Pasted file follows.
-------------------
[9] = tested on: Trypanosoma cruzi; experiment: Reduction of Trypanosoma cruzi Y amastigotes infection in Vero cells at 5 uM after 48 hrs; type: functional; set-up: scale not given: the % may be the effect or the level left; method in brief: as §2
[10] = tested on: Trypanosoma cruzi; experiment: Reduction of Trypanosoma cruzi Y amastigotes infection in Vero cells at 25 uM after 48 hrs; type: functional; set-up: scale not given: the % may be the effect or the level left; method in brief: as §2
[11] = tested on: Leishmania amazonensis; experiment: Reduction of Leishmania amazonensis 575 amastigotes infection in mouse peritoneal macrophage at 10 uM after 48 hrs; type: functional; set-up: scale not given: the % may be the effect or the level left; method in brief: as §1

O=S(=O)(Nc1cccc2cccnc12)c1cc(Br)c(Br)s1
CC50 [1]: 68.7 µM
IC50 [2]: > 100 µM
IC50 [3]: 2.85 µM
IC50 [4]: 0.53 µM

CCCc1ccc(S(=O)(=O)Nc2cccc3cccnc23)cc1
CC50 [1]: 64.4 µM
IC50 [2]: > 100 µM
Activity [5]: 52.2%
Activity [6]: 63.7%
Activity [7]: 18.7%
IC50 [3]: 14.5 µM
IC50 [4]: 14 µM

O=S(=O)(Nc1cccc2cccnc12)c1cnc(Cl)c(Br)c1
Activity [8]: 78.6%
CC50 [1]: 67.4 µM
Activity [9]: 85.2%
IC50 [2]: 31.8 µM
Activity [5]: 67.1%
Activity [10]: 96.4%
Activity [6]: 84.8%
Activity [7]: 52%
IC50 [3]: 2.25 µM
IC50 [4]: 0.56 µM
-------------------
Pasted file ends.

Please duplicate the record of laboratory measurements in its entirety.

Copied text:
[9] = tested on: Trypanosoma cruzi; experiment: Reduction of Trypanosoma cruzi Y amastigotes infection in Vero cells at 5 uM after 48 hrs; type: functional; set-up: scale not given: the % may be the effect or the level left; method in brief: as §2
[10] = tested on: Trypanosoma cruzi; experiment: Reduction of Trypanosoma cruzi Y amastigotes infection in Vero cells at 25 uM after 48 hrs; type: functional; set-up: scale not given: the % may be the effect or the level left; method in brief: as §2
[11] = tested on: Leishmania amazonensis; experiment: Reduction of Leishmania amazonensis 575 amastigotes infection in mouse peritoneal macrophage at 10 uM after 48 hrs; type: functional; set-up: scale not given: the % may be the effect or the level left; method in brief: as §1

O=S(=O)(Nc1cccc2cccnc12)c1cc(Br)c(Br)s1
CC50 [1]: 68.7 µM
IC50 [2]: > 100 µM
IC50 [3]: 2.85 µM
IC50 [4]: 0.53 µM

CCCc1ccc(S(=O)(=O)Nc2cccc3cccnc23)cc1
CC50 [1]: 64.4 µM
IC50 [2]: > 100 µM
Activity [5]: 52.2%
Activity [6]: 63.7%
Activity [7]: 18.7%
IC50 [3]: 14.5 µM
IC50 [4]: 14 µM

O=S(=O)(Nc1cccc2cccnc12)c1cnc(Cl)c(Br)c1
Activity [8]: 78.6%
CC50 [1]: 67.4 µM
Activity [9]: 85.2%
IC50 [2]: 31.8 µM
Activity [5]: 67.1%
Activity [10]: 96.4%
Activity [6]: 84.8%
Activity [7]: 52%
IC50 [3]: 2.25 µM
IC50 [4]: 0.56 µM